When LSU senior tight end Travis Dickson was being recruited as the No. 13 tight end in the country, he didn’t need much convincing to pursue his collegiate career in the Southeastern Conference.
Travis, an Ocean Springs, Mississippi. native from Ocean Springs High School, was surrounded by SEC football all his life.
His father, Dick Dickson, was a lineman for Mississippi State in the 1970s. Travis’ grandfather played for Ole Miss, and his brother, Richard Dickson, was the most productive tight end in LSU history.
Richard was a two time Second-Team All-SEC selection in his collegiate career that spanned from 2006 to 2010. He produced 90 receptions for 952 yards and 10 touchdowns in his four years with the Tigers.
Travis primarily played fullback and defensive end his first three years in high school before permanently switching to tight end his senior season because recruits projected him as most valuable at that position.
The jump from one side of the ball to the other isn’t an easy one, but for Travis, having a brother like Richard was just what he needed.
Travis and Richard grew up as any normal older and younger brother would, fooling around and always trying to get the better of each another.
“It’s a typical big brother, little brother relationship,” Travis said. “I’ve always gotten beat up on, but it made me a little tougher, and it has gotten to the point where I can beat up on him.”
Football was the most competitive activity between the two. Both Richard and Travis played the game since they were kids, ranging from pickup games in the backyard to rug football games in the house.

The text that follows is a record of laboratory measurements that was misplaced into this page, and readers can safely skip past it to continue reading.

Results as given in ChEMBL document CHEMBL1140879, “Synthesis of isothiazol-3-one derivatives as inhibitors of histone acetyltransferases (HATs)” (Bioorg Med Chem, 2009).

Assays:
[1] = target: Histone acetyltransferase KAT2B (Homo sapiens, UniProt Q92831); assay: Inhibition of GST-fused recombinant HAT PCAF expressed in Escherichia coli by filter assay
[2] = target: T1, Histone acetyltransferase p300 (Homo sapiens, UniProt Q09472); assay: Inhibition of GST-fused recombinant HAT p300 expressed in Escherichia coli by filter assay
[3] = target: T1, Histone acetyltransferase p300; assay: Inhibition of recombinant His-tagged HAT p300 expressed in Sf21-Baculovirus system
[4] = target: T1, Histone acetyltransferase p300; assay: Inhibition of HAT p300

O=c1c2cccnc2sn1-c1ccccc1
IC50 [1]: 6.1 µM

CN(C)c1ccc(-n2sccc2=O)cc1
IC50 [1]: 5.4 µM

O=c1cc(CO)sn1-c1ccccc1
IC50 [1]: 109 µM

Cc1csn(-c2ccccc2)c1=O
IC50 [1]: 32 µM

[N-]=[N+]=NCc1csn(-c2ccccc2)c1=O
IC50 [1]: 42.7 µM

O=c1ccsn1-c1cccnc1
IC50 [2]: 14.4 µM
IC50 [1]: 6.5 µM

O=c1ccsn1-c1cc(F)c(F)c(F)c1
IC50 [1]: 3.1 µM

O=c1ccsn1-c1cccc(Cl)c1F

“We would go out and play some pigskin in the yard,” Travis said. “We always had the rug football playing on our knees in the living room. We used to always break everything. My dad loved it, but my mom always kind of hated it.”
The bond between Travis and Richard made it easy when Travis made the switch from defense to tight end in high school. He sought out Richard’s advice on how to be the best tight end he could be.
“He was always someone for me to look up to,” Travis said. “Especially in high school, he was where I got most of my advice playing tight end because in high school I didn’t play a whole lot of offense… He was kind of like a separate coach to me.”
His brother’s coaching at the position helped Travis catapult up recruiting boards, earning him a spot in the Under Armour All-American Game before eventually signing with LSU to keep the SEC family tradition alive.
“I grew up SEC,” Travis said. “Growing up in the South, it’s a league every little kid growing up around here wants to play in.”
You can reach Jack Chascin on Twitter @Chascin_TDR.